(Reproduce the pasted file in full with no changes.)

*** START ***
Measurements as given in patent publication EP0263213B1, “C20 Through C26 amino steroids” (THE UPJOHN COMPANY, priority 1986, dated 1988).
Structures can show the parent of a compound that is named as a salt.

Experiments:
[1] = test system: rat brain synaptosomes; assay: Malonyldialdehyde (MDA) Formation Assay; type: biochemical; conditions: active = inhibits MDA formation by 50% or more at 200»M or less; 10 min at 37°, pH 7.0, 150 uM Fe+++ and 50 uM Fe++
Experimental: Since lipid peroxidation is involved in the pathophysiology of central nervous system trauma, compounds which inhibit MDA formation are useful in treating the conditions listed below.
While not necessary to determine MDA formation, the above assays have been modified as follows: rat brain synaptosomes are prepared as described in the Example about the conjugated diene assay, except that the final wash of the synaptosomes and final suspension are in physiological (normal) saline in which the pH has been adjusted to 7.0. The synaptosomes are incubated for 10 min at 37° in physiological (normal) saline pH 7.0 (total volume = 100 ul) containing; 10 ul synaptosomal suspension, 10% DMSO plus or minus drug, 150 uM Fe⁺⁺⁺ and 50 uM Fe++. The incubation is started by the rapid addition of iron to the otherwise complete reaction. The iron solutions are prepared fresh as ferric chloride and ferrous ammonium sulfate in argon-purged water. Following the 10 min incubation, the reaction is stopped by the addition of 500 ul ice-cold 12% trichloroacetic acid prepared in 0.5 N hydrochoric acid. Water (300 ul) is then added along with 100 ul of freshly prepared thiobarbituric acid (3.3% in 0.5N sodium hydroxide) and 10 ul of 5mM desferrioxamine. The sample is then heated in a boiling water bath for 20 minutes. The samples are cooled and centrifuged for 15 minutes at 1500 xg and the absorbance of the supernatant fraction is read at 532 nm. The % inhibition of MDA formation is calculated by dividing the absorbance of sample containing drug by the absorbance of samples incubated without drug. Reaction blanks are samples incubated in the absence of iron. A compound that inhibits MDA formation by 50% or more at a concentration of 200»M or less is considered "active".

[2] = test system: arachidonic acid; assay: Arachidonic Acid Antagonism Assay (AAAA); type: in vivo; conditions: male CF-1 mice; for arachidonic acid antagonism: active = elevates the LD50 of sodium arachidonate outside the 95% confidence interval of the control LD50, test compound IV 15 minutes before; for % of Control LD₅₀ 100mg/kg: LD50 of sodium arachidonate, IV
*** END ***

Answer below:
Measurements as given in patent publication EP0263213B1, “C20 Through C26 amino steroids” (THE UPJOHN COMPANY, priority 1986, dated 1988).
Structures can show the parent of a compound that is named as a salt.

Experiments:
[1] = test system: rat brain synaptosomes; assay: Malonyldialdehyde (MDA) Formation Assay; type: biochemical; conditions: active = inhibits MDA formation by 50% or more at 200»M or less; 10 min at 37°, pH 7.0, 150 uM Fe+++ and 50 uM Fe++
Experimental: Since lipid peroxidation is involved in the pathophysiology of central nervous system trauma, compounds which inhibit MDA formation are useful in treating the conditions listed below.
While not necessary to determine MDA formation, the above assays have been modified as follows: rat brain synaptosomes are prepared as described in the Example about the conjugated diene assay, except that the final wash of the synaptosomes and final suspension are in physiological (normal) saline in which the pH has been adjusted to 7.0. The synaptosomes are incubated for 10 min at 37° in physiological (normal) saline pH 7.0 (total volume = 100 ul) containing; 10 ul synaptosomal suspension, 10% DMSO plus or minus drug, 150 uM Fe⁺⁺⁺ and 50 uM Fe++. The incubation is started by the rapid addition of iron to the otherwise complete reaction. The iron solutions are prepared fresh as ferric chloride and ferrous ammonium sulfate in argon-purged water. Following the 10 min incubation, the reaction is stopped by the addition of 500 ul ice-cold 12% trichloroacetic acid prepared in 0.5 N hydrochoric acid. Water (300 ul) is then added along with 100 ul of freshly prepared thiobarbituric acid (3.3% in 0.5N sodium hydroxide) and 10 ul of 5mM desferrioxamine. The sample is then heated in a boiling water bath for 20 minutes. The samples are cooled and centrifuged for 15 minutes at 1500 xg and the absorbance of the supernatant fraction is read at 532 nm. The % inhibition of MDA formation is calculated by dividing the absorbance of sample containing drug by the absorbance of samples incubated without drug. Reaction blanks are samples incubated in the absence of iron. A compound that inhibits MDA formation by 50% or more at a concentration of 200»M or less is considered "active".

[2] = test system: arachidonic acid; assay: Arachidonic Acid Antagonism Assay (AAAA); type: in vivo; conditions: male CF-1 mice; for arachidonic acid antagonism: active = elevates the LD50 of sodium arachidonate outside the 95% confidence interval of the control LD50, test compound IV 15 minutes before; for % of Control LD₅₀ 100mg/kg: LD50 of sodium arachidonate, IV